Perhaps God Does Play Dice

Paolo Beltrame, SJ

 Paolo Beltrame, SJ / Science / 14 April 2021

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In an address to a group of scientists who were then dealing with the “new physics,” Albert Einstein[1] said: “The quantum problem is so extraordinarily important and difficult that we should all give it our undivided attention.”[2] Quantum mechanics is currently the most complete physics theory to describe matter, radiation and mutual interactions, especially in conditions where the previous so-called “classical” theories[3] are inadequate, that is in the phenomena of atomic and subatomic particles or energy. Einstein’s view is valid for everyone, because quantum physics, besides having a great technological – and consequently social – impact, has very important implications in the philosophical vision of reality.

We can add that Einstein – although he had a great admiration both for quantum mathematical formalism and for its ability to describe experiments – was not a supporter of the so-called “orthodox” interpretation of quantum physics. The orthodox interpretation, also called the “Copenhagen interpretation,is essentially inspired by the work done around 1927 by Niels Bohr[4] and Werner Heisenberg,[5] enriched also by the decisive contribution of Max Born.[6] In this article we will try to clarify this perspective.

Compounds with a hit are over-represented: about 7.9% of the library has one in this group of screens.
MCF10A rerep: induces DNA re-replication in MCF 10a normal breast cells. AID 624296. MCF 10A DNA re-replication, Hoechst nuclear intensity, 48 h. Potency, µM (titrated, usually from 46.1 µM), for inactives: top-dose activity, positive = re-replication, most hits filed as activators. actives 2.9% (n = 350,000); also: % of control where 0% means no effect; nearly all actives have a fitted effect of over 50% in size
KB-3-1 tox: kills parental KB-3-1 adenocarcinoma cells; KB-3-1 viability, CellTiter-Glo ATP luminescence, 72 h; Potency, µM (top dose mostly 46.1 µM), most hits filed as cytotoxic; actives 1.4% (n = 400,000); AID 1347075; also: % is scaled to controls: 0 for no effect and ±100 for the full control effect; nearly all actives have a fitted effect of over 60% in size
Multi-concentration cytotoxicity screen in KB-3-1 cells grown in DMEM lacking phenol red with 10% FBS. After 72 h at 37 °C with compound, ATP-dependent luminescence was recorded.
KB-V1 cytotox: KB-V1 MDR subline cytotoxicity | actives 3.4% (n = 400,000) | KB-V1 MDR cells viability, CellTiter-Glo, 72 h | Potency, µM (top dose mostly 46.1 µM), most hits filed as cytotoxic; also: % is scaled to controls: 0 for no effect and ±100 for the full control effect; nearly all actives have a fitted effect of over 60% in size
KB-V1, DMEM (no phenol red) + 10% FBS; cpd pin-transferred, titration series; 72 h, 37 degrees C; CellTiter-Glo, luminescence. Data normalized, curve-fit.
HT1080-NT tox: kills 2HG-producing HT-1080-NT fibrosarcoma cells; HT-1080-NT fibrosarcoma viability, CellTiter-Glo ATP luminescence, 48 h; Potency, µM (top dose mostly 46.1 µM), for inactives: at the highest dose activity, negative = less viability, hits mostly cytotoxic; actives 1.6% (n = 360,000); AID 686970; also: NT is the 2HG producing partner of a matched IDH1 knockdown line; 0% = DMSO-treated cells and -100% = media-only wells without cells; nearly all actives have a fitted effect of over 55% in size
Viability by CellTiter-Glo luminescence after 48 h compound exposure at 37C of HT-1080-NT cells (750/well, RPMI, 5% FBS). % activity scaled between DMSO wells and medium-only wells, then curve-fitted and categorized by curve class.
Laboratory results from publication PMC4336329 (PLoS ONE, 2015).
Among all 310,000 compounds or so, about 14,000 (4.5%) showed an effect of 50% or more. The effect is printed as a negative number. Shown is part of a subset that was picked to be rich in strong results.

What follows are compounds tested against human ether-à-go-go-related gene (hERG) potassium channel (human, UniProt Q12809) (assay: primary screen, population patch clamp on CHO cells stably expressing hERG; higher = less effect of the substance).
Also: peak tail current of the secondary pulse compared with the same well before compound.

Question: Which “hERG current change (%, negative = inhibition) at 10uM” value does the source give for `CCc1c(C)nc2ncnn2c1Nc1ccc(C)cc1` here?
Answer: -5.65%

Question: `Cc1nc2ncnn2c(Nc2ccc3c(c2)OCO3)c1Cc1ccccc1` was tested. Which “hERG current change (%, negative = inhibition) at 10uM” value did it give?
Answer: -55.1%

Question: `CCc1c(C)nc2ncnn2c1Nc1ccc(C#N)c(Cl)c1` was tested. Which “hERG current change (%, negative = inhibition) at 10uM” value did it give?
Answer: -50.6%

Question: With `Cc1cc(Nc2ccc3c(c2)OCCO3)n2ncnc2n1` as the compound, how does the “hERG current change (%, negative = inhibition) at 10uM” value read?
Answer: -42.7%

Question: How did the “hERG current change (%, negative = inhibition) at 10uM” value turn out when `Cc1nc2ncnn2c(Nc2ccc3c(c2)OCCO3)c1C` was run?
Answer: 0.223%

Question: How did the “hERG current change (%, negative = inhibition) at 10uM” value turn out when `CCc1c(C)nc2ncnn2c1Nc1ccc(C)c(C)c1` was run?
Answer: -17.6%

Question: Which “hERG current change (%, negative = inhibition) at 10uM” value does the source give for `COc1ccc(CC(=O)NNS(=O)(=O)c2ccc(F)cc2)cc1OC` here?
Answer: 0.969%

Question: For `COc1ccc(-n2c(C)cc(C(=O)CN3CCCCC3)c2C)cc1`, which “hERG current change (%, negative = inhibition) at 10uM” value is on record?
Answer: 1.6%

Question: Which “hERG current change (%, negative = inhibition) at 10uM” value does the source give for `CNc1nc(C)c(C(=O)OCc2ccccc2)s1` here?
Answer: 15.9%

It is easy to understand how physics is not a linear and remote discipline, but it is inextricably linked, in a broad and complex way, to our lives. “Life surpasses science,” says John Polkinghorne[7]; and Heisenberg wrote that “Nature comes before man, but man comes before the science of nature.”[8] The religious, philosophical and existential conceptions of the physicist enter into a “circular dialogue,” as enriching as it is problematic, with his scientific profession. It is not uncommon to observe how physicists, although in full agreement with each other on a scientific level, have explicit disagreements regarding the philosophical consequences of a given theory. Science informs life and thought, but it does not imprison them.

We will see how Einstein, and others along with him, opposed the Copenhagen school’s conception of quantum mechanics, and how, in spite of this, the latter became the dominant model among scientists. Quantum mechanics, as mentioned, represents today the best and most comprehensive description of the physical world. Its serious and honest understanding offers unexpected scenarios that are fascinating and open to a wider reality. In it we can glimpse a horizon toward the Mystery, even from a Christian point of view.

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